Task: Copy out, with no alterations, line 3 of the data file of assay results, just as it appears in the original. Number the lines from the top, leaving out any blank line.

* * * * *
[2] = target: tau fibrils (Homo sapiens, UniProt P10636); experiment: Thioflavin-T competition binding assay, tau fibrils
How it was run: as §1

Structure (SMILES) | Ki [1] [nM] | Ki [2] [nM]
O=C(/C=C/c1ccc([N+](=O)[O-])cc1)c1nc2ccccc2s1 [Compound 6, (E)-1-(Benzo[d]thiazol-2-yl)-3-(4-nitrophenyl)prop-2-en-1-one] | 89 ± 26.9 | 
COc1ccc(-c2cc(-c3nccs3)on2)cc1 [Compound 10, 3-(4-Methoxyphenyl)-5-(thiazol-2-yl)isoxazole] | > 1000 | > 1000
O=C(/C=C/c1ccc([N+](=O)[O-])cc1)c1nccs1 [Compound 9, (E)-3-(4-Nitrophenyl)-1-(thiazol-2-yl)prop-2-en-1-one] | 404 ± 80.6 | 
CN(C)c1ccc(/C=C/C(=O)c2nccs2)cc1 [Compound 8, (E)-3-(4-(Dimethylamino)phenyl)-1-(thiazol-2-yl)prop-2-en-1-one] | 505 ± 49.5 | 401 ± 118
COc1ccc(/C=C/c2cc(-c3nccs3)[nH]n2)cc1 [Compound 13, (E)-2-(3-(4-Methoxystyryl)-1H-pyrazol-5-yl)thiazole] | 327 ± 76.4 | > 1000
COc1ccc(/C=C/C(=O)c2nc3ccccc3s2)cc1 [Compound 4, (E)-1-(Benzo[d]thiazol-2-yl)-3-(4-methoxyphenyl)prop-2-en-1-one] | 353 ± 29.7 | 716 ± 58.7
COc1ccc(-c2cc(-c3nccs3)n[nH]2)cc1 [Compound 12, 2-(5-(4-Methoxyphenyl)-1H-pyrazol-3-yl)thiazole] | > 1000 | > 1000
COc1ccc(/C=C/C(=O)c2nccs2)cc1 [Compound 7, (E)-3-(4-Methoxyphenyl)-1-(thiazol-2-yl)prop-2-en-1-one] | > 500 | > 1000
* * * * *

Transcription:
Structure (SMILES) | Ki [1] [nM] | Ki [2] [nM]